In some embodiments of the present invention, the masking condition may comprise a single image condition. In some embodiments, the masking condition may comprise multiple image conditions combined to form a masking condition.
In some embodiments of the present invention, the entropy feature may be used to separate the image into two regions. In some embodiments of the present invention, the entropy feature may be used to separate the image into more than two regions.
In some embodiments of the present invention, the full dynamic range of the data may not be used. The histogram may be generated considering only pixels with values between a lower and an upper limit of dynamic range.
In some embodiments of the present invention, the statistical entropy measure may be as follows:
where N is the number of bins, h(i) is the normalized
histogram count for bin i, and log2 (0)=1 may be defined for empty bins.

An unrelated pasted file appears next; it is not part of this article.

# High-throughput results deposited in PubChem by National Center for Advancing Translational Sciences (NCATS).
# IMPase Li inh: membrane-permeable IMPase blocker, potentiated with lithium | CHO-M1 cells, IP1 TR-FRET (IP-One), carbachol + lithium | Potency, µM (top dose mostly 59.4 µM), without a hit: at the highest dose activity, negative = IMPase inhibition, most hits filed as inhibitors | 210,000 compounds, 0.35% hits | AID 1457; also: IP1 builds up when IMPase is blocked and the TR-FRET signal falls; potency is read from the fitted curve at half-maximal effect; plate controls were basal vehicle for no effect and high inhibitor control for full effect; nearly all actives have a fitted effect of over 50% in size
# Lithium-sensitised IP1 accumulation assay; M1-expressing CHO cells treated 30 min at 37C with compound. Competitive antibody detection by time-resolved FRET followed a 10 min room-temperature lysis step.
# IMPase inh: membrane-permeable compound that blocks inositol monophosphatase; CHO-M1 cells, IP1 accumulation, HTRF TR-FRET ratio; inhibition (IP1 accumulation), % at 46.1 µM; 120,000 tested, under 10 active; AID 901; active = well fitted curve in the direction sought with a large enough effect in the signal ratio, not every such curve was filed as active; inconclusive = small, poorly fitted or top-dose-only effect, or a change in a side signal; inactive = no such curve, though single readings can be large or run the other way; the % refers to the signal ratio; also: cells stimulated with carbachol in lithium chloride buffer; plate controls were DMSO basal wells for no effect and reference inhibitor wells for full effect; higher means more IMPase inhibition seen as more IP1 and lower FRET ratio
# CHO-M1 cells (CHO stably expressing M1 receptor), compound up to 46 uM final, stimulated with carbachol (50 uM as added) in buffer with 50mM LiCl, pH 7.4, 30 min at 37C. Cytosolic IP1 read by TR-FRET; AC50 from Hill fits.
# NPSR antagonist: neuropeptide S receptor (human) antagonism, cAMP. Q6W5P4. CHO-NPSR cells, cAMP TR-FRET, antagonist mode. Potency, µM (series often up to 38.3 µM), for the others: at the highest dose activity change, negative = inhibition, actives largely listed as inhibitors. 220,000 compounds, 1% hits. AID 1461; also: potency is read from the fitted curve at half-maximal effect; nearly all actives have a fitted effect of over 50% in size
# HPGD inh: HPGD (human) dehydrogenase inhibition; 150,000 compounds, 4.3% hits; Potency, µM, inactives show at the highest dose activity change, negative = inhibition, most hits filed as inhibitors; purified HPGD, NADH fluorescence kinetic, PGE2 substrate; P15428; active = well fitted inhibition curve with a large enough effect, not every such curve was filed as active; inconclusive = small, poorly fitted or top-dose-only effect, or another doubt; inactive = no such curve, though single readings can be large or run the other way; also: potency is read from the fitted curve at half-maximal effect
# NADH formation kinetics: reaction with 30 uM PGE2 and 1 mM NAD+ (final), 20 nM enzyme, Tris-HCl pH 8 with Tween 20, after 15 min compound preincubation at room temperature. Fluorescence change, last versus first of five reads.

The maximum entropy may be obtained for a uniform histogram distribution,
for every bin. Thus,
The entropy calculation may be transformed into fixed-point arithmetic to return an unsigned, 8-bit, uint8, measured value, where zero corresponds to no entropy and 255 corresponds to maximum entropy. The fixed-point calculation may use two tables: one table to replace the logarithm calculation, denoted log_table below, and a second table to implement division in the histogram normalization step, denoted rev_table. Integer entropy calculation may be implemented as follows for an exemplary histogram with nine bins: